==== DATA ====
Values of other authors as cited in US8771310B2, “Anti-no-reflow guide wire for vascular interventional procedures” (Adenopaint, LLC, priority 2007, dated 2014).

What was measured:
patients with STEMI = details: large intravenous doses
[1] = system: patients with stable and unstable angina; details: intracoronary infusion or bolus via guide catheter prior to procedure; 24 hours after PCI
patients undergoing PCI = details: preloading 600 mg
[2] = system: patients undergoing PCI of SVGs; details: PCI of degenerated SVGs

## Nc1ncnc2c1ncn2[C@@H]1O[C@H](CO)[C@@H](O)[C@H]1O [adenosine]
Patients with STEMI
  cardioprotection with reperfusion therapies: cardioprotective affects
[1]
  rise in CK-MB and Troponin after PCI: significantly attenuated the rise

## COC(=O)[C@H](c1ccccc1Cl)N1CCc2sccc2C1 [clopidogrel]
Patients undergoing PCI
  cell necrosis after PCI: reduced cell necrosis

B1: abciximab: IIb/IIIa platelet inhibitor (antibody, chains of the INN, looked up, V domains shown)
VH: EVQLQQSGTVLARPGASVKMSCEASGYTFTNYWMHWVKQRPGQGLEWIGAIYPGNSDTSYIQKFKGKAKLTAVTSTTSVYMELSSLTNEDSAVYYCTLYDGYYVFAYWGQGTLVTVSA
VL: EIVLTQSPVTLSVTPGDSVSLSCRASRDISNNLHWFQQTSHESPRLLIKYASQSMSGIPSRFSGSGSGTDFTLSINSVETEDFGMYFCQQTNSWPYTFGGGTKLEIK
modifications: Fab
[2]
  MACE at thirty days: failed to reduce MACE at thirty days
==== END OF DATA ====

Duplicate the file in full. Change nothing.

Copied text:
Values of other authors as cited in US8771310B2, “Anti-no-reflow guide wire for vascular interventional procedures” (Adenopaint, LLC, priority 2007, dated 2014).

What was measured:
patients with STEMI = details: large intravenous doses
[1] = system: patients with stable and unstable angina; details: intracoronary infusion or bolus via guide catheter prior to procedure; 24 hours after PCI
patients undergoing PCI = details: preloading 600 mg
[2] = system: patients undergoing PCI of SVGs; details: PCI of degenerated SVGs

## Nc1ncnc2c1ncn2[C@@H]1O[C@H](CO)[C@@H](O)[C@H]1O [adenosine]
Patients with STEMI
  cardioprotection with reperfusion therapies: cardioprotective affects
[1]
  rise in CK-MB and Troponin after PCI: significantly attenuated the rise

## COC(=O)[C@H](c1ccccc1Cl)N1CCc2sccc2C1 [clopidogrel]
Patients undergoing PCI
  cell necrosis after PCI: reduced cell necrosis

B1: abciximab: IIb/IIIa platelet inhibitor (antibody, chains of the INN, looked up, V domains shown)
VH: EVQLQQSGTVLARPGASVKMSCEASGYTFTNYWMHWVKQRPGQGLEWIGAIYPGNSDTSYIQKFKGKAKLTAVTSTTSVYMELSSLTNEDSAVYYCTLYDGYYVFAYWGQGTLVTVSA
VL: EIVLTQSPVTLSVTPGDSVSLSCRASRDISNNLHWFQQTSHESPRLLIKYASQSMSGIPSRFSGSGSGTDFTLSINSVETEDFGMYFCQQTNSWPYTFGGGTKLEIK
modifications: Fab
[2]
  MACE at thirty days: failed to reduce MACE at thirty days